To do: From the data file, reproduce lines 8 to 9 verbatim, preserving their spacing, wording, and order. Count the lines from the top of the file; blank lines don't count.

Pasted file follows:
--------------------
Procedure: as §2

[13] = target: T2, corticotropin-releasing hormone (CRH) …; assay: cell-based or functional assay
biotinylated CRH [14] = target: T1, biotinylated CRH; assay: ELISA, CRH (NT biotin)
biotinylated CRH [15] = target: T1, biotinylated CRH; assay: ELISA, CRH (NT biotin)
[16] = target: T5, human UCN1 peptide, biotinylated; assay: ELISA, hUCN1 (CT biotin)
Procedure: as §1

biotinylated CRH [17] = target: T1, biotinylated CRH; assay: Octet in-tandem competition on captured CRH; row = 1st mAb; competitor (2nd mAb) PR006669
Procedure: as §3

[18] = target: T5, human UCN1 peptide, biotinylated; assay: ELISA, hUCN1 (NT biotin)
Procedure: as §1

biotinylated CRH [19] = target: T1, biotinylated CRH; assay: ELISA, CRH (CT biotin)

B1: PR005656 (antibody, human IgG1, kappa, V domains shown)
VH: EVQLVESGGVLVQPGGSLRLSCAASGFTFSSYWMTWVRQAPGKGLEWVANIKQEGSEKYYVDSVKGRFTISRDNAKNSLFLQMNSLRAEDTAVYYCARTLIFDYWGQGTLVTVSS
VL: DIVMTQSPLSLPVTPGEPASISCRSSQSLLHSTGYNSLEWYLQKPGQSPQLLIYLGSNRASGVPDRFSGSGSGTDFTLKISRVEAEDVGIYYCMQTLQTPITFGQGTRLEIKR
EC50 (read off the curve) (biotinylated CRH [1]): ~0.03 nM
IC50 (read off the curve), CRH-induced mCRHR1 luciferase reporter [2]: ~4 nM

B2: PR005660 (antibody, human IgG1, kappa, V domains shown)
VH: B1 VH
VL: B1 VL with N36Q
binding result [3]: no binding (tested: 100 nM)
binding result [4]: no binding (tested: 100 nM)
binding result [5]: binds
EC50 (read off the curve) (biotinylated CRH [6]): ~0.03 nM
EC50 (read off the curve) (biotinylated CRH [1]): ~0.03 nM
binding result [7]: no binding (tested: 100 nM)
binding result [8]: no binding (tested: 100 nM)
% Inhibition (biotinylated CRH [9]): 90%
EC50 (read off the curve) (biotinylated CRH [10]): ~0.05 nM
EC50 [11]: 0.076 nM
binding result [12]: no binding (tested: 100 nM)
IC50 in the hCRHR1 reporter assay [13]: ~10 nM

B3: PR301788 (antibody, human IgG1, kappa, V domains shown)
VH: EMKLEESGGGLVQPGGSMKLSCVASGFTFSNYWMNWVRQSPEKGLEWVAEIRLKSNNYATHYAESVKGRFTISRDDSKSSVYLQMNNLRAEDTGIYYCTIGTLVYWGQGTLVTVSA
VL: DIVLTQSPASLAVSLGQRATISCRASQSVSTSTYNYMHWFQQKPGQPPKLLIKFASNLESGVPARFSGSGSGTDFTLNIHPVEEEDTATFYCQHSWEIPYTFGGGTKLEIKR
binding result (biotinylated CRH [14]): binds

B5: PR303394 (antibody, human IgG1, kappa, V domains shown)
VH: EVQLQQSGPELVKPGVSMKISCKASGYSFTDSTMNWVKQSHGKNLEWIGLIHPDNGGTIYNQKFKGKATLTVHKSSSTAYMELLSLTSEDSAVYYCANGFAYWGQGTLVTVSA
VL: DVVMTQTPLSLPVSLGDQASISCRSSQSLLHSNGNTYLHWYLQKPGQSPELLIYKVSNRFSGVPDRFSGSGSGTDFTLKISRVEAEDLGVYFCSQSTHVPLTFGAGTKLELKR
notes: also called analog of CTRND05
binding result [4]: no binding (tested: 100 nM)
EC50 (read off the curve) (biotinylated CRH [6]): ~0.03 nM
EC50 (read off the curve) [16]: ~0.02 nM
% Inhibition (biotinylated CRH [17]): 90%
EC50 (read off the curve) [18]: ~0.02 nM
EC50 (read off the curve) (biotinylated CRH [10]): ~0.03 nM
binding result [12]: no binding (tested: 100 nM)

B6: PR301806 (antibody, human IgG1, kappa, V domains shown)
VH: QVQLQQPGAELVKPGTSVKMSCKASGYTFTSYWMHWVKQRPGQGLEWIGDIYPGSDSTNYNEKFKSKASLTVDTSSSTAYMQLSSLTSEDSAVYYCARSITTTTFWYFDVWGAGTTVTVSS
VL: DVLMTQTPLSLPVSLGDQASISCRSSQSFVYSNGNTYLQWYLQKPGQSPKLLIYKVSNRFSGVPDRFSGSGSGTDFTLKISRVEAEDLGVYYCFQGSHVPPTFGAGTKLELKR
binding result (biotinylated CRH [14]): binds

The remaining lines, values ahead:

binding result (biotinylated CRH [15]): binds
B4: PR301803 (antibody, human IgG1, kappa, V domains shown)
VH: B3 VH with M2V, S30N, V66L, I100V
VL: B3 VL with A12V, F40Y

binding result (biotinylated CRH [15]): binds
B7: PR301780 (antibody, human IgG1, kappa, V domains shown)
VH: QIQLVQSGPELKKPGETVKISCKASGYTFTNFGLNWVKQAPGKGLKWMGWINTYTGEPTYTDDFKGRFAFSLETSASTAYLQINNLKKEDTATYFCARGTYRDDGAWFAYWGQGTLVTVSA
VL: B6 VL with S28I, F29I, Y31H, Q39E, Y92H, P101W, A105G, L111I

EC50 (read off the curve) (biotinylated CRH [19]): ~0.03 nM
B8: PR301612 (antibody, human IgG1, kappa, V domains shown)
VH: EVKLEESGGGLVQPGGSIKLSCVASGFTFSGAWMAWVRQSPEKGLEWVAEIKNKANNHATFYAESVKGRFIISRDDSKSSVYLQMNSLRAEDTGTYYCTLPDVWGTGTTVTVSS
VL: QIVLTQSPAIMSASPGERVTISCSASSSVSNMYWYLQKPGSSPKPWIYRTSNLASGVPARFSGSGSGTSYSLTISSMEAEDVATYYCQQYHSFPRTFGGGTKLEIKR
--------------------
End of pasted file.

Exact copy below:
Procedure: as §3

[18] = target: T5, human UCN1 peptide, biotinylated; assay: ELISA, hUCN1 (NT biotin)